My next favourite part about winter camp is that you don't need to bring a tent if you know how to make a good snow shelter, and my third favourite thing is doing dishes, because you can just scour out the inside of your bowl or mug with snow and it gets it sparkly clean in seconds, it's super convenient.

As long as you know how to survive in the cold (assuming you know how to do being from Michigan), then you should be ok, but perhaps spend a night with your buddies in your back yard before embarking out into the wilderness, you can get your sleep system worked out with a warm place you can retreat to if needed.

  • Do you have any links to a good website regarding proper layering? Great information that I hadn't thought about! – Ryan Welsh Sep 29 '15 at 11:16
  • @RyanWelsh You can get a good overview on MEC. – ShemSeger Sep 29 '15 at 14:37
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If you've never camped out in winter, I would suggest a trial run. Sleep out in your backyard one night in those temperatures with whatever gear you plan to use for your longer trip. That way you can adjust your gear to your comfort level. You can also try out cooking, washing, changing clothes, etc.

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Here's my basic personal gear list. But even if you have all the right gear, I would find someone experienced to guide you for a few years. Or go car camping a few times. There's not a lot of difference between winter camping next to your car and going on day hikes and winter camping in the middle of the wilderness except that if you camp next to your car and something goes wrong, you can just hop in your car and turn on the heater. You're going to learn how to survive in the cold either way.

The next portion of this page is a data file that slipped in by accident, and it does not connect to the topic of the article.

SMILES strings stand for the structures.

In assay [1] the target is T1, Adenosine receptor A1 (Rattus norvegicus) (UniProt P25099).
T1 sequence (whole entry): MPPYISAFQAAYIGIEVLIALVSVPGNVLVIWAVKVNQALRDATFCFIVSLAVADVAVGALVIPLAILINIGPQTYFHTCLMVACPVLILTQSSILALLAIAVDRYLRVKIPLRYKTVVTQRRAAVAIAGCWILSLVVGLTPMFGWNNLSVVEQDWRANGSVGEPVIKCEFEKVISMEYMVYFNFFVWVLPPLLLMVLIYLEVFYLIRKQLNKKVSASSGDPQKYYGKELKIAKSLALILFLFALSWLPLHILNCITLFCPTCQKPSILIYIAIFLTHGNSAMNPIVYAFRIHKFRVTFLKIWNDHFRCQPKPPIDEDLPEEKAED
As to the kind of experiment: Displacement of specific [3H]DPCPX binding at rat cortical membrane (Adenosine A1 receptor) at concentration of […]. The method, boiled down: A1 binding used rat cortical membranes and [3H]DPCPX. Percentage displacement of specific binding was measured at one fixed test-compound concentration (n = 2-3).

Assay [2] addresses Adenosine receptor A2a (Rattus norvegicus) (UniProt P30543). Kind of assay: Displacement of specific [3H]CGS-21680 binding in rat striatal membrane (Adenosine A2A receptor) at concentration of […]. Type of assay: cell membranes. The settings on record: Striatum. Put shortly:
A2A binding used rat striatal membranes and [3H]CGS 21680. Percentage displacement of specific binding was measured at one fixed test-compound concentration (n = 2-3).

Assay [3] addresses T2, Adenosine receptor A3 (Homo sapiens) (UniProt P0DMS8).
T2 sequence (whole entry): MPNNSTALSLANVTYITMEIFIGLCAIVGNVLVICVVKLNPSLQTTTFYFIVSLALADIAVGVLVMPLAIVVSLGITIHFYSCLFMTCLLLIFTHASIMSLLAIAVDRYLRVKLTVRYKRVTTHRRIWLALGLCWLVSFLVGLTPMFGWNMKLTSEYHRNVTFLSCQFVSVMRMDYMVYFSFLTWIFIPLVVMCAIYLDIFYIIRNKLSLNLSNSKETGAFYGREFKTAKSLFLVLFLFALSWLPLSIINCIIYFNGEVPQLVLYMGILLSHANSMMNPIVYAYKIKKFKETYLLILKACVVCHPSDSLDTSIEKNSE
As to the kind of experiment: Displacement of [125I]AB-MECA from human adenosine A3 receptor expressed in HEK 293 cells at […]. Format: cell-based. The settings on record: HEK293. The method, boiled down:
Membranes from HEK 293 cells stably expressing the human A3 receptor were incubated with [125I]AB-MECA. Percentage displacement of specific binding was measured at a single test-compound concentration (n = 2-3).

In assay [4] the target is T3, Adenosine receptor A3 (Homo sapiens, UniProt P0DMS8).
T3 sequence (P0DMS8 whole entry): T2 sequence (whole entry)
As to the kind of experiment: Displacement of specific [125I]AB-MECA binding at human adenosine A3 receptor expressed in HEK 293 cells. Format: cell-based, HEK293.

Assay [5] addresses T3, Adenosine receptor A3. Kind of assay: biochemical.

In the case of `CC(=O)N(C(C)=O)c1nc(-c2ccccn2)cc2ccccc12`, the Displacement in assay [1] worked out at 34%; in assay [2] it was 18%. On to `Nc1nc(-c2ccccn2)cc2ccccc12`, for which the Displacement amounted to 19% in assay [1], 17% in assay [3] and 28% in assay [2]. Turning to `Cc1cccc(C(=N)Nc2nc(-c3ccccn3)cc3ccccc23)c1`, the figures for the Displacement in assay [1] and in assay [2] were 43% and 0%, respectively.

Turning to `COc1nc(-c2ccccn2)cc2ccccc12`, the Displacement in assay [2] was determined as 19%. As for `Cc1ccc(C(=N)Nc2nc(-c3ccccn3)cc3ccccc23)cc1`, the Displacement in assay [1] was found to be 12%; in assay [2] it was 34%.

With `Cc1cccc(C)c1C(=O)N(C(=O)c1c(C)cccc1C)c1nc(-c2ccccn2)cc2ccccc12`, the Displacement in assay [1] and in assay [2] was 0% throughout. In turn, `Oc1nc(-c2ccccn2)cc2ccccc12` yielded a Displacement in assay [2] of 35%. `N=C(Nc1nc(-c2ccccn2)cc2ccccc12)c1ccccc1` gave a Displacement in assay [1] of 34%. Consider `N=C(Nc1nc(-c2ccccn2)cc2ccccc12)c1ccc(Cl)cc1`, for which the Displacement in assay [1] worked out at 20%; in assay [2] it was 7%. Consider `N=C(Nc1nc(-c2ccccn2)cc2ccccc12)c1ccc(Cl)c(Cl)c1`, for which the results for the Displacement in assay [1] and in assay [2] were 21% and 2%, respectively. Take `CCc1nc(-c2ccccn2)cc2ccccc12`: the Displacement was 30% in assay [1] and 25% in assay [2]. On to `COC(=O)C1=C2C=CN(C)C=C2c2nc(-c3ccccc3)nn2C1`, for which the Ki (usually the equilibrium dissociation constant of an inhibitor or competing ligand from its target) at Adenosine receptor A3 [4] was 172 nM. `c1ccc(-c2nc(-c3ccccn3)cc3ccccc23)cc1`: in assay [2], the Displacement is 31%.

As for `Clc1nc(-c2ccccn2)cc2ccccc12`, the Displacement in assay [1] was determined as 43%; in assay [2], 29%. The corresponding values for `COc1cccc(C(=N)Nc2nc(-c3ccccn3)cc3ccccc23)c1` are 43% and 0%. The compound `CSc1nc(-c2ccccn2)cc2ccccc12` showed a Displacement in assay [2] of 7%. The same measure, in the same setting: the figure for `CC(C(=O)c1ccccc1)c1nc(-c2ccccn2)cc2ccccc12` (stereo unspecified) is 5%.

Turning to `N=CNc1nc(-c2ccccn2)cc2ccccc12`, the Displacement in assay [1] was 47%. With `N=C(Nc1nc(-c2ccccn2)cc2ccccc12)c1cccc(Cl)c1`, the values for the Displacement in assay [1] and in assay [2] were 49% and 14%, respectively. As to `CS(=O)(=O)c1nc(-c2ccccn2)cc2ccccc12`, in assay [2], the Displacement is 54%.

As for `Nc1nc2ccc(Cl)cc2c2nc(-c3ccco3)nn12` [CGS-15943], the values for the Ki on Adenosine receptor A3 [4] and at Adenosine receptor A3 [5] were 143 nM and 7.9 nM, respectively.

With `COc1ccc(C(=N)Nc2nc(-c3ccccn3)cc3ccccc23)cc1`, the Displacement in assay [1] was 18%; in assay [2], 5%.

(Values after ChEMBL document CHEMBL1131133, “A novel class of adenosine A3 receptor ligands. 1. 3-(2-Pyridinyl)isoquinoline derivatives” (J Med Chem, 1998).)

The important thing to know is that winter camping is an extreme sport, but it's not extreme like skiing down a cliff. Split-second decisions don't make the difference between living and dying when winter camping. It's slow-extreme, where a decision you made early one afternoon might be the reason you are screwed the next morning.

Also, skis > snowshoes.

  • Hi Sam, I'm curious to why you say to use a nalgene bottle and not a steel one. Without having tried camping in -30C temperatures my thought would be that in very low temperatures your water is almost guaranteed to freeze. With a plastic bottle you can't do anything, but with a steel bottle you could heat it over a flame to melt the contents or pour hot water from a pan without risking the bottle melting. – Stephen Paulger Sep 30 '15 at 15:26